A tuberculosis patient who refused medical treatment – a decision that could have been lethal to himself and a public health danger – will have another chance to comply with the Richmond County health department.
At a hearing Friday at the Richmond County jail, Superior Court Judge Sheryl B. Jolly decided to
give Richard Pearre Jr. a second chance.
Earlier in the week, Jolly issued an order for Pearre’s arrest under the state law that gives the court authority to have a person who poses a public health threat arrested and involuntary committed to a medical facility for treatment.
On Friday morning, attorney John Manton was appointed to represent Pearre. If Pearre again refuses to comply with medical treatment, Manton will represent him at a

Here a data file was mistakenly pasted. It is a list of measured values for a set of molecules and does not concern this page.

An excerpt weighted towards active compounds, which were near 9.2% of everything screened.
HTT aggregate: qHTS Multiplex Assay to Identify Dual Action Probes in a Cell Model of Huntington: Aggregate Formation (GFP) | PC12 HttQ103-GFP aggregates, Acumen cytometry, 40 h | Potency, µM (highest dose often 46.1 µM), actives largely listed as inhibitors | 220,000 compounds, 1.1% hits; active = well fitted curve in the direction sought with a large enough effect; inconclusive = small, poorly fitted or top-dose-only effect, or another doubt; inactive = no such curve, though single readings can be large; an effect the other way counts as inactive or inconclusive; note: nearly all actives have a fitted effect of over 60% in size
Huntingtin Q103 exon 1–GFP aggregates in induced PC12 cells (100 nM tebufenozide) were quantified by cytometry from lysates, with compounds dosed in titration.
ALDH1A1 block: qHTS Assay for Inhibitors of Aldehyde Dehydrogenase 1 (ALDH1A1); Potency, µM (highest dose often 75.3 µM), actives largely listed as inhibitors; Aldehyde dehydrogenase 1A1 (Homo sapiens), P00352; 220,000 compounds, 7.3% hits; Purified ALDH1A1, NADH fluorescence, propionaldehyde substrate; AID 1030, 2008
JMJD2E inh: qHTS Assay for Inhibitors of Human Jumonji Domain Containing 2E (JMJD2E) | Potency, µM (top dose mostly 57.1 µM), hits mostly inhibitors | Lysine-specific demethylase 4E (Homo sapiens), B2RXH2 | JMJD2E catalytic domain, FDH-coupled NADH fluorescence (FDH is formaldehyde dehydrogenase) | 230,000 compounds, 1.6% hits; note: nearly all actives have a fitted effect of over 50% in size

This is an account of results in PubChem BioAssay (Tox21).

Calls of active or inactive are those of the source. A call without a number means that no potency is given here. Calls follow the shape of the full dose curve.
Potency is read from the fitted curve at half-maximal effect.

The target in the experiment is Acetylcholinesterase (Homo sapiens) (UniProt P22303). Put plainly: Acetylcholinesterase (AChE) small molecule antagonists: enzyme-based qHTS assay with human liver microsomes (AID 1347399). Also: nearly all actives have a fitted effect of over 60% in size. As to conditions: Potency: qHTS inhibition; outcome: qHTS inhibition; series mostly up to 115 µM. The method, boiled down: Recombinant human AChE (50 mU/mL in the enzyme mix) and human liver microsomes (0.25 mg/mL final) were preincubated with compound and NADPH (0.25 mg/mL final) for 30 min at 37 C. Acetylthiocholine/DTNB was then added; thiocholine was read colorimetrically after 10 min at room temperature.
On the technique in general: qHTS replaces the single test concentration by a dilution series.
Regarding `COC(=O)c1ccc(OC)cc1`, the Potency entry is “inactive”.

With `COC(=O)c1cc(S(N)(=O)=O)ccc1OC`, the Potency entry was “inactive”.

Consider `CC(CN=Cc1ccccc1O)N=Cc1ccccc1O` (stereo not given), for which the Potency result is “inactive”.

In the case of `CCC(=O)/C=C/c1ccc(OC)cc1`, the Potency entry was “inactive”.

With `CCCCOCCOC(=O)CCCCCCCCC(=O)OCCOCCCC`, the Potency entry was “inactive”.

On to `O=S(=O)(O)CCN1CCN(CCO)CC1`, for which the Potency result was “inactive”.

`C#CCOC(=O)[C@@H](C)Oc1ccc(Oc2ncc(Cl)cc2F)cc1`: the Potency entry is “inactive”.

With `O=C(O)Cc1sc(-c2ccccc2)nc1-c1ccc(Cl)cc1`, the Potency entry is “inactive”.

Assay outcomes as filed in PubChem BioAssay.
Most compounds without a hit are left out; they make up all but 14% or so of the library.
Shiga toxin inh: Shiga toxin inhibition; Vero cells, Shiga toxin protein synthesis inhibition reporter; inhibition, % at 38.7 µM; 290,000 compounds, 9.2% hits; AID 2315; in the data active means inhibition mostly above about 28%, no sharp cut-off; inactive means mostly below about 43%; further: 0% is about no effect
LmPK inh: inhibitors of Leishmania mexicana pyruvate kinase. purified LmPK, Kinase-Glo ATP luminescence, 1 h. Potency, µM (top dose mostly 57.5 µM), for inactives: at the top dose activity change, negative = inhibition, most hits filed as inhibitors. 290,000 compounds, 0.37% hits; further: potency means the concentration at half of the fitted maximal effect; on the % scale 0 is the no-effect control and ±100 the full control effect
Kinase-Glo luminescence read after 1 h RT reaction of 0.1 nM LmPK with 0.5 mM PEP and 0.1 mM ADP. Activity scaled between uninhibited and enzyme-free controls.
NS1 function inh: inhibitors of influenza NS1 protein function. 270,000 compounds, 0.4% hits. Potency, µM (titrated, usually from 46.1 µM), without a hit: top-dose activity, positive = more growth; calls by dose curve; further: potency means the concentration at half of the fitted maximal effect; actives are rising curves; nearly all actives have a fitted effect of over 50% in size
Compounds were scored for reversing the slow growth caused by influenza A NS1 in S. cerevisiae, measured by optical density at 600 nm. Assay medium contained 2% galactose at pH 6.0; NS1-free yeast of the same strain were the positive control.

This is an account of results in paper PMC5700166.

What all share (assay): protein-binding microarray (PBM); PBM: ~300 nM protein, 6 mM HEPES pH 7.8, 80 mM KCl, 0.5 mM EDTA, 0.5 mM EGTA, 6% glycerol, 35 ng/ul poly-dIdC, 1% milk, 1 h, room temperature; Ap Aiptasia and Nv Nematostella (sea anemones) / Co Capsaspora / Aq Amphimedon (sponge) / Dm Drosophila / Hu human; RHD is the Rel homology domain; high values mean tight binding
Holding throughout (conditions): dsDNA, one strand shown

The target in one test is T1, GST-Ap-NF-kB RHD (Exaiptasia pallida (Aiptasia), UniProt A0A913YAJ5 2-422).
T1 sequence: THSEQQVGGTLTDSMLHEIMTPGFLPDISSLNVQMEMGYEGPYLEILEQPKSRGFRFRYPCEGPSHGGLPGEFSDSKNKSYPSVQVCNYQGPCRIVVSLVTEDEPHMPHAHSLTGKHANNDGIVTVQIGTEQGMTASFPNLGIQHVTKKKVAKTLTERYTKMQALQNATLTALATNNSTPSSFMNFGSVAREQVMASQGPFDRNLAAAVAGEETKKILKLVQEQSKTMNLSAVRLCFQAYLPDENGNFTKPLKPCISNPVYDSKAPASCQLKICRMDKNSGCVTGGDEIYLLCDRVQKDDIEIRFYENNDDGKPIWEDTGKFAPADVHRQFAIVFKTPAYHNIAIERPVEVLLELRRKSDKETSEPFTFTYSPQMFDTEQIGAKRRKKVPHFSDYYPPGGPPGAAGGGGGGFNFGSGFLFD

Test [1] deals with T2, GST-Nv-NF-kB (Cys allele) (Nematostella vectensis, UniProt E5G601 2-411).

hearing before Jolly would order an involuntary commitment of up to two years.
The Richmond County Board of Health petitioned the court for assistance in Pearre’s case.
Pearre was diagnosed with TB in January. Though he initially complied with treatment, on April 2 he refused to continue taking the daily doses required for the drug regimen needed to effectively treat TB.
If a patient stops taking the medication before the regimen is finished, he can develop a strain of TB that is drug resistant, and
the patient can become infectious again, according to earlier court testimony.